Redesigning the IoT connectivity management for OEMs

by BICS | April 19, 2021

Redesigning the IoT connectivity management for OEMs
clock 4 mins read

The average device spends 86% of its lifetime in the hands of the end customer: the remaining 14% of the lifecycle covers manufacture, testing and transportation. 

For Original Equipment Manufacturers (OEMs) and their global enterprise customers alike, the testing, distribution and SIM activation of fleets of IoT-enabled devices can be very difficult to handle, leading to costly manual operations that very often can have a negative impact on the customer experience. 

These issues stem from the need to activate and deactivate embedded connectivity during manufacture and testing. But, to better understand these problems, it is first worth understanding the typical SIM journey in an IoT-embedded device. 

Current embedded SIM lifecycle – embedded inefficiencies? 

The SIM lifecycle today 

  • Step 1: Device manufacturing with embedded SIM card 
  • Step 2: Activate SIM card 
    Step 3: Perform tests 
  • Step 4: Suspend SIM card 
  • Step 5: Ship/store/sell the device 
  • Step 6: Re-activate SIM card  
  • Step 7: End customer uses the device

To put this lifecycle into context, we can look at the example of device manufacturer producing smart plugs as part of a smart home solution offering. In this case, the SIM card is embedded in the device in a factory in Germany, where it is also first activated for testing. Once testing is complete, the SIM is suspended and the solution is sent tanother country where it remains in storage for weeks or even months. Once the solution is sold, it is then finally shipped to the consumer where the embedded SIM is activated for a second time by the device manufacturerUnder the current SIM lifecycle, inefficiencies arise due to these two points of activation 

  1. The first time the SIM is activated is at the OEM, for the purpose of testing, to ensure that the sensor has full functionality. As soon as the SIM is activated for testing, the fees associated with activation and monthly recurring charges begin for the manufacturer. Given that SIM activation and testing often take place several months before these connected devices are owned or used by the end customer, these costs have to be paid for by the OEM as they cannot be passed onto the customer. For manufacturers of devices such as sensorsconnected vehicles, or smart trackers, the total number of devices may number into thousands or millionscreating an enormous cumulative cost. To avoid this, the SIM card is typically deactivated or suspended once testing is complete. However, this still incurs the cost of activation and that month’s fee 
  1. When the devices reach the end customer, suspended SIM cards can create an unreliable or unpredictable user experienceStandard automated processes for activating these cards are not guaranteed to work and manual intervention may be required to ensure that they work as intended. As a result, the connected service which depends on the SIM may not be plug-and-play. Returning to the example of smart home solutions, this may mean that basic functionality (i.e. connecting to the customer’s mobile device and other sensors) isn’t available and the product may not work as intended.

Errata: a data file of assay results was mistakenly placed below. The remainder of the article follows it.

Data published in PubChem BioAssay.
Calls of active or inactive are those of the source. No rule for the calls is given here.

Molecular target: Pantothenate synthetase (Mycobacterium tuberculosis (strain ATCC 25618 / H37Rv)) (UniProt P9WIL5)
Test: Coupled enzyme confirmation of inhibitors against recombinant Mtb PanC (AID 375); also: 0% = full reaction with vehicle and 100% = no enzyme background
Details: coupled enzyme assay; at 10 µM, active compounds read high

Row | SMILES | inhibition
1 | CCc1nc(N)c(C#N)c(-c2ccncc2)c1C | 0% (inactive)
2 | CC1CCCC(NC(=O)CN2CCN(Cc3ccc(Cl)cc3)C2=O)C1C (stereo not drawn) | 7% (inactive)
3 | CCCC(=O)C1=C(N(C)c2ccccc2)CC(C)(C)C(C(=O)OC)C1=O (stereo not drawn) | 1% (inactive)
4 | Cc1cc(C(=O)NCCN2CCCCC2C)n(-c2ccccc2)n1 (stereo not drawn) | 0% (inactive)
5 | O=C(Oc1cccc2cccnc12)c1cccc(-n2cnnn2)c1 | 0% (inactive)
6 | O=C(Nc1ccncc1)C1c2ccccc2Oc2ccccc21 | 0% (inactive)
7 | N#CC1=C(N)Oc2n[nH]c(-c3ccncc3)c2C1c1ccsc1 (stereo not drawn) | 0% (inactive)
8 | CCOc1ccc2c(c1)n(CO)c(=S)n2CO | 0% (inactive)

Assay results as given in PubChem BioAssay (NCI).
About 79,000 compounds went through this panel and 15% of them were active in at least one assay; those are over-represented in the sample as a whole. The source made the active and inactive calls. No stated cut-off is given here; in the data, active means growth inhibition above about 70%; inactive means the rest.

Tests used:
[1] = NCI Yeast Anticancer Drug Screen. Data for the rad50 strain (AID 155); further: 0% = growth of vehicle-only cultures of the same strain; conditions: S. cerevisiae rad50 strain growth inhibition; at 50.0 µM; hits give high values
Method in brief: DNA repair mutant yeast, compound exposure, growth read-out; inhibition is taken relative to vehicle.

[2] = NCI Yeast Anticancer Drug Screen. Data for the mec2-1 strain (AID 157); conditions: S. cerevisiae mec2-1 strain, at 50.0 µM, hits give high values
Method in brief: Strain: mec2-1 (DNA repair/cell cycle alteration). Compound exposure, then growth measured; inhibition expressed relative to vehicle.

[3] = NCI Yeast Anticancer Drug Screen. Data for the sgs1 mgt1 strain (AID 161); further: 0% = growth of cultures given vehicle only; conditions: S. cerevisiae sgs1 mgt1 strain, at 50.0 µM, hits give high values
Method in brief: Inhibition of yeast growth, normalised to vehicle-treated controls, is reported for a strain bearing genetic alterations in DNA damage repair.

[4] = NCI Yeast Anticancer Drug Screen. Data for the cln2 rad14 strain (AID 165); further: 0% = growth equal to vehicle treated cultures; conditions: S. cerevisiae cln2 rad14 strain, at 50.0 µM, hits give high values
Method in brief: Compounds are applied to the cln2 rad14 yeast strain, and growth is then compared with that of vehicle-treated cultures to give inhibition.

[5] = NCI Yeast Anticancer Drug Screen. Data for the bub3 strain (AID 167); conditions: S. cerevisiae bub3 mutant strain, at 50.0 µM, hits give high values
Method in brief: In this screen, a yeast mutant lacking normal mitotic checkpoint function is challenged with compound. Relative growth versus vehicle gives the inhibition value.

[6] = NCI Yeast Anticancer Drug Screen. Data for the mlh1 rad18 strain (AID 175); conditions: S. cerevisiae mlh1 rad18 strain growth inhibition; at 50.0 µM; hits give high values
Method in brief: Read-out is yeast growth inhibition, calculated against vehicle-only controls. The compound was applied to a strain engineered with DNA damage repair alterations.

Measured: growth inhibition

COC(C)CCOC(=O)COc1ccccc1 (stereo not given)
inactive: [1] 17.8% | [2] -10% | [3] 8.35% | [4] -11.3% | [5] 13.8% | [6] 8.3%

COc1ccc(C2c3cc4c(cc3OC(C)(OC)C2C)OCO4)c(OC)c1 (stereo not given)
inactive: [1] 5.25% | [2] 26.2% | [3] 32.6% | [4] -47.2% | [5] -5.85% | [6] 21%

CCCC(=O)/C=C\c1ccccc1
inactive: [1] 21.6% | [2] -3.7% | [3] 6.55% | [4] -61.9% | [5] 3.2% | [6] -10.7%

The issues arising with the two points of activation lead to customer dissatisfaction in addition to high operational and administrative overheads associated with manually activating SIMs through an API. 

A better way of managing SIMs and device connectivity

Automation is the best way to address these issues. With a fully automated SIM lifecycle, there is no requirement for manual administration and the associated overheads can be avoidedAutomation cuts development and integration requirements, shrinking the time-to-market and boosting margins.  

Such a model, known as zero-touch provisioning, depends on a platform that can handle the complete device lifecycle transition from manufacturer to end customerRather than simply moving SIMs between activated and deactivated states, this model emulates the device lifecycle with the SIM lifecycle. For instance, when it comes to testing, SIMs can move to an “active-test” state where they use a limited amount of services for free. Likewise, when it comes to storage they can be moved to an “active-inventory” state in which they can be suspended for a fixed period of time without incurring any fees. 

With this in mind, there is a new SIM lifecycle that is fit for the purposes of OEMs and their enterprise customers. 

The new SIM lifecycle 

  • Step 1: Device manufacturing with embedded SIM 
  • Step 2: Activate SIM cards (Auto switch to Active-test state) 
  • Step 3: Perform tests 
  • Step 4: Ship/Store/Sell the device (Auto switch to Active-Inventory state) 
  • Step 5: End customer uses the device (Auto switch to Active state) 

While such a process depends on correctly implementing new active-test and active-inventory statesSIMs must also be able to move through this process seamlessly without the need for direct action or oversight from the manufacturer. For the manufacturer this makes a smoother process that doesn’t involve greater cost or legwork. And for the customer this means a more reliable plug-and-play experience that gives them immediate access to the services they need. 

Redesigning the SIM lifecycle in this manner yields significant benefits to both OEMs and their customers. It streamlines the SIM lifecycle and ensures an accurate and appropriate cost model. Adopting this new lifecycle will help OEMs increase revenue and improve the customer experience without involving complex or cost-prohibitive processes. 

Contact BICS today to see how to optimize your device connectivity lifecycle.